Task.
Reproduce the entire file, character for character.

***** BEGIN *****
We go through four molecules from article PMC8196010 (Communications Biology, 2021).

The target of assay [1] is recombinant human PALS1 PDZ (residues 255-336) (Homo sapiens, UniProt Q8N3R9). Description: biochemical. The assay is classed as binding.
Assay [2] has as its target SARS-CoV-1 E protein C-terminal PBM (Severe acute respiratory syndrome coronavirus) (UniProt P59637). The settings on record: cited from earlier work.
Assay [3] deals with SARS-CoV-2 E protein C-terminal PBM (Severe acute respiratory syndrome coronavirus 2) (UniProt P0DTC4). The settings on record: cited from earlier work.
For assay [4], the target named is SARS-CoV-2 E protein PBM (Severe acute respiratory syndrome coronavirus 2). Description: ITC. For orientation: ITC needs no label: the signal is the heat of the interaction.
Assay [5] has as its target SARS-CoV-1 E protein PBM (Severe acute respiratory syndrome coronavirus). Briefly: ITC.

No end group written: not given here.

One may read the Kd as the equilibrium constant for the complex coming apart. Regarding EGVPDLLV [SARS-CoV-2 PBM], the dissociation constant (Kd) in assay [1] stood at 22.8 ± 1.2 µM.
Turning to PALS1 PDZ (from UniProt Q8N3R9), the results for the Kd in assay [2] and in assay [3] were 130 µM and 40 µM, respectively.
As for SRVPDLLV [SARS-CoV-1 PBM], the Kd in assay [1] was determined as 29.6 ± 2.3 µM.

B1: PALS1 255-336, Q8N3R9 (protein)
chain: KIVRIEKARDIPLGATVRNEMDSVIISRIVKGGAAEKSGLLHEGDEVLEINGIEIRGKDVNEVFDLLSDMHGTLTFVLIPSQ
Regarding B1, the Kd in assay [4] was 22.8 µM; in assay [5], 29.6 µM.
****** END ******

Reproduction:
We go through four molecules from article PMC8196010 (Communications Biology, 2021).

The target of assay [1] is recombinant human PALS1 PDZ (residues 255-336) (Homo sapiens, UniProt Q8N3R9). Description: biochemical. The assay is classed as binding.
Assay [2] has as its target SARS-CoV-1 E protein C-terminal PBM (Severe acute respiratory syndrome coronavirus) (UniProt P59637). The settings on record: cited from earlier work.
Assay [3] deals with SARS-CoV-2 E protein C-terminal PBM (Severe acute respiratory syndrome coronavirus 2) (UniProt P0DTC4). The settings on record: cited from earlier work.
For assay [4], the target named is SARS-CoV-2 E protein PBM (Severe acute respiratory syndrome coronavirus 2). Description: ITC. For orientation: ITC needs no label: the signal is the heat of the interaction.
Assay [5] has as its target SARS-CoV-1 E protein PBM (Severe acute respiratory syndrome coronavirus). Briefly: ITC.

No end group written: not given here.

One may read the Kd as the equilibrium constant for the complex coming apart. Regarding EGVPDLLV [SARS-CoV-2 PBM], the dissociation constant (Kd) in assay [1] stood at 22.8 ± 1.2 µM.
Turning to PALS1 PDZ (from UniProt Q8N3R9), the results for the Kd in assay [2] and in assay [3] were 130 µM and 40 µM, respectively.
As for SRVPDLLV [SARS-CoV-1 PBM], the Kd in assay [1] was determined as 29.6 ± 2.3 µM.

B1: PALS1 255-336, Q8N3R9 (protein)
chain: KIVRIEKARDIPLGATVRNEMDSVIISRIVKGGAAEKSGLLHEGDEVLEINGIEIRGKDVNEVFDLLSDMHGTLTFVLIPSQ
Regarding B1, the Kd in assay [4] was 22.8 µM; in assay [5], 29.6 µM.